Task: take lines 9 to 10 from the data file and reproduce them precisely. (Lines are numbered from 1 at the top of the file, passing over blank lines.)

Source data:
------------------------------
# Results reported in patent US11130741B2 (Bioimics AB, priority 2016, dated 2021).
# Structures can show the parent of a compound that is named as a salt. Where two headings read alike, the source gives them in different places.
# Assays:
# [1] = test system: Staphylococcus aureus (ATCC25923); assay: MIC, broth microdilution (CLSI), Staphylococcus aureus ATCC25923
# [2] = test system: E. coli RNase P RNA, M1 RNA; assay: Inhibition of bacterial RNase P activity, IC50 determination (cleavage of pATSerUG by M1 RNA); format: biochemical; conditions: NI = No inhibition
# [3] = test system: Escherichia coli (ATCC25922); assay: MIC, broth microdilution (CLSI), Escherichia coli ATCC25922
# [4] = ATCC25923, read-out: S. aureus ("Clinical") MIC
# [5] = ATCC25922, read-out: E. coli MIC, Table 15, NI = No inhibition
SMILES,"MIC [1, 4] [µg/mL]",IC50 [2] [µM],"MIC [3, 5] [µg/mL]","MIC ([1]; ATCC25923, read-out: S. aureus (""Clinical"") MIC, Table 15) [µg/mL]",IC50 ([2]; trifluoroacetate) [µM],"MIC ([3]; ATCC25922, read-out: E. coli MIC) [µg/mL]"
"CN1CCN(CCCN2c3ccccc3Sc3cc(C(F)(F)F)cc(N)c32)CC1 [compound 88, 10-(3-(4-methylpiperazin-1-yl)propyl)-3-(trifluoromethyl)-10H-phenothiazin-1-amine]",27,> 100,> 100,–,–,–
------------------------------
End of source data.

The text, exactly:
SMILES,"MIC [1, 4] [µg/mL]",IC50 [2] [µM],"MIC [3, 5] [µg/mL]","MIC ([1]; ATCC25923, read-out: S. aureus (""Clinical"") MIC, Table 15) [µg/mL]",IC50 ([2]; trifluoroacetate) [µM],"MIC ([3]; ATCC25922, read-out: E. coli MIC) [µg/mL]"
"CN1CCN(CCCN2c3ccccc3Sc3cc(C(F)(F)F)cc(N)c32)CC1 [compound 88, 10-(3-(4-methylpiperazin-1-yl)propyl)-3-(trifluoromethyl)-10H-phenothiazin-1-amine]",27,> 100,> 100,–,–,–